HIST201 - Religious and Political Tolerance, Then and Now

Can we all just get along? Did we ever? That John Locke’s Letter on Toleration (1689) inaugurated a new era in which neighbors no longer had to kill each other for what they believed is a founding myth of modern, capitalist, liberal polities. How did minorities survive before then? This seminar will explore how groups that hated each other in principle ever got along in practice, from the rise of Constantine to the “interfaith utopia” of Islamic Iberia until the disaster of the Wars of Religion. It was these final massacres that many political theorists have envisioned as the watershed moment for tolerance. Was exhaustion the difference? Enlightenment? A new commitment to consumer goods wrought by the commercial and industrial revolution? Together we will investigate some of the most significant works and thinkers that formed Western traditions of tolerance and intolerance including the Qur'an, Bible, Porphyry, Augustine, Aquinas, Hobbes, Milton, Locke, Girard, and Rawls. These texts interacted with and tried to shape the reality of social conflicts, which we will examine through inquisitorial cases, witch trials, economic records, martyrological tracts and other accounts. By studying the conditions of living together in the past and comparing them with the news of the present, students will be prepared to consider the prospects for tolerance in the future. This seminar may be taken to fulfill the following requirements for Penn History Majors: Pre-1800, SEM, Europe, and the Intellectual History Concentration.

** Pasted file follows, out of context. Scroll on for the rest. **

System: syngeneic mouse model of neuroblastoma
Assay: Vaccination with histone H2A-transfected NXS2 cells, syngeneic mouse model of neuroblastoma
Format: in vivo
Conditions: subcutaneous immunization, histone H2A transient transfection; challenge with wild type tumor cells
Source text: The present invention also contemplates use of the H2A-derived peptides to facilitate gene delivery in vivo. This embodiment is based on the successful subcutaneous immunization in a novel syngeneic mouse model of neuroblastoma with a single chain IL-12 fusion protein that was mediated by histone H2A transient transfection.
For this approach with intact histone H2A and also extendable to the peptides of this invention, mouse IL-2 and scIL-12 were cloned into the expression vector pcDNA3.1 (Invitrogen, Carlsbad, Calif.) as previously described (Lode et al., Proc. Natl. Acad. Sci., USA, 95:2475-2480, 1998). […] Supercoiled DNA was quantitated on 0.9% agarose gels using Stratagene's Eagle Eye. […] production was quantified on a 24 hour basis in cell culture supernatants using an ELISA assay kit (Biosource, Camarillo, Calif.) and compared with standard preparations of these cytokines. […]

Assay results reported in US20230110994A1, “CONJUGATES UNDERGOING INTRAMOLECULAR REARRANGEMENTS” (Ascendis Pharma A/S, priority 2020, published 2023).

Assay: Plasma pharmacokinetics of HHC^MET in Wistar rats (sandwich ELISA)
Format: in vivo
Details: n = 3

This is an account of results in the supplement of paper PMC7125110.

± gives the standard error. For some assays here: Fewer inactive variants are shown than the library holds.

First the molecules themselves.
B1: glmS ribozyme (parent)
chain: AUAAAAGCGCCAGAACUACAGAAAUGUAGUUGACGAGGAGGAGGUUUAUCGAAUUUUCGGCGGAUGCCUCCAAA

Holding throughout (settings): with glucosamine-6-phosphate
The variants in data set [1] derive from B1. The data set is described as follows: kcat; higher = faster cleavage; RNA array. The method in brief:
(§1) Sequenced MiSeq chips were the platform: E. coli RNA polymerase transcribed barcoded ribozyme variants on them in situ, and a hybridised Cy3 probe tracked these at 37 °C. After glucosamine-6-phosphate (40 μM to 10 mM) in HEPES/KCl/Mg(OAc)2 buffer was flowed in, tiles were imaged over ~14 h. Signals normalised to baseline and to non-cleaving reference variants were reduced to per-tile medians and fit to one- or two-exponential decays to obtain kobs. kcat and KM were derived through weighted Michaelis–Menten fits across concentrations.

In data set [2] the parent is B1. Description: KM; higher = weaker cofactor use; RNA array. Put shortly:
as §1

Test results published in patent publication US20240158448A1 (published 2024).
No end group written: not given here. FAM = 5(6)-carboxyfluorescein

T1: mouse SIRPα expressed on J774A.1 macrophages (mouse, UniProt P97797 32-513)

Day and Time: 
M 0600PM-0900PM


Cross Listings: 
    This is an LPS course. Registration may be limited to LPS students.